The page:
Preordained the government’s argument has long been that cuts to corporation tax rascal revenue, it is interesting to see the PM now say that cancelling cuts will also scrape revenue.

It is meant to show clear blue water between the Conservatives and Strain on fiscal credibility. In the event, there was barely a squeak out of the CBI audience hither a significant multi-billion pound tax change.

Shadow Chancellor John McDonnell bring to light Monday’s freeze marked a “temporary pause in the Tories’ race to the footing” on business taxes.

Labour’s plan has been to raise corporation tax to 26% – the 2011 honest – which it says will generate billions to be spent on its priorities, incorporating health and education.

Turning to Brexit, the Conservative leader told the discussion that while big business did not want the UK to leave the EU, his withdrawal deal inclination provide the certainty “that you want now and have wanted for some quickly”.

If elected with a Commons majority, Mr Johnson is hoping to get the agreement on the incumbencies of the UK’s exit into law by 31 January, and begin talks with Brussels on a changeless trading relationship.

He also announced a review of business rates in England, with the aim of drop the overall burden of the tax, as well as a cut in National Insurance contributions for employers, which already sake from a reduction known as the employment allowance.

‘No apologies’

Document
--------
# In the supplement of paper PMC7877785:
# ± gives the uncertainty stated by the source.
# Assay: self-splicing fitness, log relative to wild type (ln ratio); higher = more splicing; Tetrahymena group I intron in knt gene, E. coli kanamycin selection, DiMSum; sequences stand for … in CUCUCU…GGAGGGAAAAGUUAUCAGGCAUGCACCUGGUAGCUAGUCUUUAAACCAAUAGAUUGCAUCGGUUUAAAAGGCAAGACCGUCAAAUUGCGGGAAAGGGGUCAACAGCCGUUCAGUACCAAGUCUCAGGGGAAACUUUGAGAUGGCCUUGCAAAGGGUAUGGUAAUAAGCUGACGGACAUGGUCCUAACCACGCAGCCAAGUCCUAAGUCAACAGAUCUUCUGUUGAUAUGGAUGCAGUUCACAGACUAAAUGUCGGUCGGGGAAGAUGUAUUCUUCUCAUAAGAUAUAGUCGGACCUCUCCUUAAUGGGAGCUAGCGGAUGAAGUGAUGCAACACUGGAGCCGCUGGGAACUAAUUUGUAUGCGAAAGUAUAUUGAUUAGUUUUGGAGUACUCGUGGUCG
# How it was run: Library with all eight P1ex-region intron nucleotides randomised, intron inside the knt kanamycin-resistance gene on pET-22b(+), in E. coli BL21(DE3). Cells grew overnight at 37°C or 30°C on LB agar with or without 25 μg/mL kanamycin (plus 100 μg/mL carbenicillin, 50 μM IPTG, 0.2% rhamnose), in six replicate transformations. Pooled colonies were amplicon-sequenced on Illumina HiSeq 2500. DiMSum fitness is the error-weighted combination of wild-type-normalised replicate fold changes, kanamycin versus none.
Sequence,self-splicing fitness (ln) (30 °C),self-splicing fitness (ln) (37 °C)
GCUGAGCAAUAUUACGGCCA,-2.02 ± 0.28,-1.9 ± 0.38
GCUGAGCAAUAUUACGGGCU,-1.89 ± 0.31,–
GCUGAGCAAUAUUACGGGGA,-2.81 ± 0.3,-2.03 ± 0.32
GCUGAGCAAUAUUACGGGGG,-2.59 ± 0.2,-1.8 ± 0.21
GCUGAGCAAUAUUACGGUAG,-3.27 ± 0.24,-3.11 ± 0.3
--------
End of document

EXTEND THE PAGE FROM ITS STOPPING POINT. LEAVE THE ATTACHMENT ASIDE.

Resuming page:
In his address, Mr Corbyn alleged business had nothing to fear from a Labour government, arguing that while the richest would pay more, there would also be “varied investment than you have ever dreamt of”.

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He said he would “make no apologies” for the party’s plan to take bar, mail, water and broadband delivery into public ownership, communicating it was “not an attack” on the free market and would bring the UK in line with the continent.

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“It is sometimes claimed I am anti-business,” he ventured. “This is nonsense. It is not nonsense to be against poverty pay. It is not nonsense to say the largest corporations should pay their duties, just as small companies do.

“It is not anti-business to want prosperity in every role of the country.”

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The Labour kingpin also set out plans to train about 320,000 apprentices in jobs such as construction, creating and design within the renewable energy, transport and forestry sectors.

Ms Fairbairn suggested the business community shared Labour’s desire to increased investment but apprised the opposition’s “massive instincts towards state intervention and ownership” put that at chance.

In her first address to the CBI as leader of her party, Ms Swinson said no-one claiming to hunger to “get Brexit sorted” was on the side of business, due to the negative impact she said it would demand on investment and access to labour.

“With Boris Johnson in the pocket of Nigel Farage and Jeremy Corbyn join forced in the 1970s, we are the only one standing up for you,” she said.

She said her party would go more distant than the others and replace “crippling” business rates with a levy slack by commercial landlords based on land value, which she suggested would advise “rescue the High Street”.

Brexit Party leader Nigel Farage, who is not chaperoning the CBI event, said politicians’ focus should be on helping small commerce and promoting what he claimed were the advantages of a no-deal Brexit.